You Can Glitch Your Way Into Halo Infinite's Cancelled Split-Screen Co-Op
Halo Infinite may have started strong, but for many fans of the shooter series, the ongoing experience of the newest title has been one detailed by disappointed.
The launch of the game's multiplayer was massive, and it truly felt like Halo was back for good - but it became clearer with every day that the game simply wasn't finished. 343 Industries wasn't content to patch up its mistakes as it went, leaving the title feeling like a work in progress rather than the absolute blast it should have been.
One of the most disappointing omissions was the lack of a co-op campaign, which was supposed to be a big draw in the first place - and for split-screen co-op it'll never arrive. Luckily, though, some players have found a way to hack into the mode regardless.
Can You Play The Halo Infinite Split-Screen Co-Op?
It seems that split-screen co-op is possible in-game and that 343 Industries is simply withholding it, as some players are able to glitch their way into an operable version of the mode.
Eurogamer has managed to spot a tweet that reveals the glitch as an exploit in the game's menu, making this a relatively simple process for players to crack Halo Infinite and play with their pals without sharing a couch. The video posted to Twitter shows off exactly how to complete the glitch in full, and it's surprisingly easy for a mode that has been withheld from the public.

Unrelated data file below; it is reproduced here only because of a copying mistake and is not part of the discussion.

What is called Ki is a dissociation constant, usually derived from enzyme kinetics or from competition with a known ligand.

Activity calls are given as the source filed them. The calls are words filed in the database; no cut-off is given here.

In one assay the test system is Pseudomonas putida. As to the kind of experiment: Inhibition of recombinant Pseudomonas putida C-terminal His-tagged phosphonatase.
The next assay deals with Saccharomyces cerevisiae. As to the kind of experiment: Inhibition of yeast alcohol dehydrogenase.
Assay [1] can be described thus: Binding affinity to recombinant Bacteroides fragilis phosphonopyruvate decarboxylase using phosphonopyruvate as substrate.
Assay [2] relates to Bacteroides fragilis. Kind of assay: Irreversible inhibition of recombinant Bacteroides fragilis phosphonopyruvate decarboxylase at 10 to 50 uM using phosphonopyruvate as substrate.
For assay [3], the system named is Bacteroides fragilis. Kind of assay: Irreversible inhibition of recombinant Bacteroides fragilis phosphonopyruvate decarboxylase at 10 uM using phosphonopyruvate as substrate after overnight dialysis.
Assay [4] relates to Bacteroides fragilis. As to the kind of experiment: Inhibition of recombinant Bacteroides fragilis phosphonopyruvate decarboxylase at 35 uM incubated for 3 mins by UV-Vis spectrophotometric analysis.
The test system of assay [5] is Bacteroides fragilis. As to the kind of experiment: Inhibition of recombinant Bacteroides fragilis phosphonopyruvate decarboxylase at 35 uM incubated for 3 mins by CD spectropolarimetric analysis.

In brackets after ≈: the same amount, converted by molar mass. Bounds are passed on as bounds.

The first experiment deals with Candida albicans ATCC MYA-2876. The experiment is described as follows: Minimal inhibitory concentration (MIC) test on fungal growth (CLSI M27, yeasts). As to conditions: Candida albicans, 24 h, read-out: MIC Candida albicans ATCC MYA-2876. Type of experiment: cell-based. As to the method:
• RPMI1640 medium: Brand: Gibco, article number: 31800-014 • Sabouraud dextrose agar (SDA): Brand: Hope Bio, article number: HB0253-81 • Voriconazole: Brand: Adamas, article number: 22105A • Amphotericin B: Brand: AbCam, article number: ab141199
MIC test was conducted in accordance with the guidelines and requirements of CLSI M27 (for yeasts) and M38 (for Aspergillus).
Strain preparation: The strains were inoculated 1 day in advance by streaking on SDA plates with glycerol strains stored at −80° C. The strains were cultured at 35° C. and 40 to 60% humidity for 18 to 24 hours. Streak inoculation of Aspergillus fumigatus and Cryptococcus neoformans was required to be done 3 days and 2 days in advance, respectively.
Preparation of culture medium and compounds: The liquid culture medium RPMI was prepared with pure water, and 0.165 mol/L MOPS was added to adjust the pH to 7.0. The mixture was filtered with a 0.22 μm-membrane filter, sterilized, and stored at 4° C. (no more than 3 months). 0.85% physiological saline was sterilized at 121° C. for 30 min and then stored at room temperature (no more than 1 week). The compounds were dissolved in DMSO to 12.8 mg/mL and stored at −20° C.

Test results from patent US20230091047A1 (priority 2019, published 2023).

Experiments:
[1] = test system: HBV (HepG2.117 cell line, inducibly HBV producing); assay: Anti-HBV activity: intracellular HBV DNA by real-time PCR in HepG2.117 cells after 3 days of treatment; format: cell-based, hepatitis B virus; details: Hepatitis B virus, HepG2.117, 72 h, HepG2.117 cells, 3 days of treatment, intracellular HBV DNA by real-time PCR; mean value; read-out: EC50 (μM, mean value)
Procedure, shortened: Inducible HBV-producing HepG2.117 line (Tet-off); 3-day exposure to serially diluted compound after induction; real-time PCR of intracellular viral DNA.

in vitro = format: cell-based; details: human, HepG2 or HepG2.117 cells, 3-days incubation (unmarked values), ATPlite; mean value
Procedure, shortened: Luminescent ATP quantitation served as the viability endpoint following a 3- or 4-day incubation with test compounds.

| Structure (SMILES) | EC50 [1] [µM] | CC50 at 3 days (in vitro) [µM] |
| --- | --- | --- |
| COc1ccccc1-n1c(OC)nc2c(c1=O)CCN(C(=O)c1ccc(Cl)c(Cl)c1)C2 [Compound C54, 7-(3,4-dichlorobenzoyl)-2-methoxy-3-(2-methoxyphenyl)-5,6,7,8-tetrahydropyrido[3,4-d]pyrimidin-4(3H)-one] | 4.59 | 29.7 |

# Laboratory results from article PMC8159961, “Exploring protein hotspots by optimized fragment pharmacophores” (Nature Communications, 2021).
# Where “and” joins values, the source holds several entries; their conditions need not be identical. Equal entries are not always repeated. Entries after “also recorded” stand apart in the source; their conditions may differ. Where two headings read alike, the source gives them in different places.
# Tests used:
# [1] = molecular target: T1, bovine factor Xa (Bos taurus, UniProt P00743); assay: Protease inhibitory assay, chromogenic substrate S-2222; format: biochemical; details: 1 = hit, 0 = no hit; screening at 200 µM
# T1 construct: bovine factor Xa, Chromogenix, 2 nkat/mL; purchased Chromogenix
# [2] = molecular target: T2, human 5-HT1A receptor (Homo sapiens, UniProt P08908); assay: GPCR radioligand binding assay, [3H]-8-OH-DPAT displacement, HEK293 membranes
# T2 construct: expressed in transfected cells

Is There Any Saving Halo Infinite?
If you were holding out for 343 to do a U-turn and add split-screen co-op, chances are you could be waiting forever- because 343 Industries can't stop haemorrhaging staff. The Halo series' lead developer of the Slipspace Engine David Berger recently announced his departure, and this news came only shortly after the announcement that the founder of 343, Bonnie Ross herself, would be stepping away from her role.
After the disaster of Halo 5: Guardians, we were once promised that every Halo would have split-screen co-op. The lack of the fan-favourite mode feels like a middle-finger to many. Who knows what the impact of these latest resignations will be on the development of Halo's general co-op campaign and its supposed November release, but it can't be good. Sorry, team - it looks like we'll be exploiting the game a little while longer.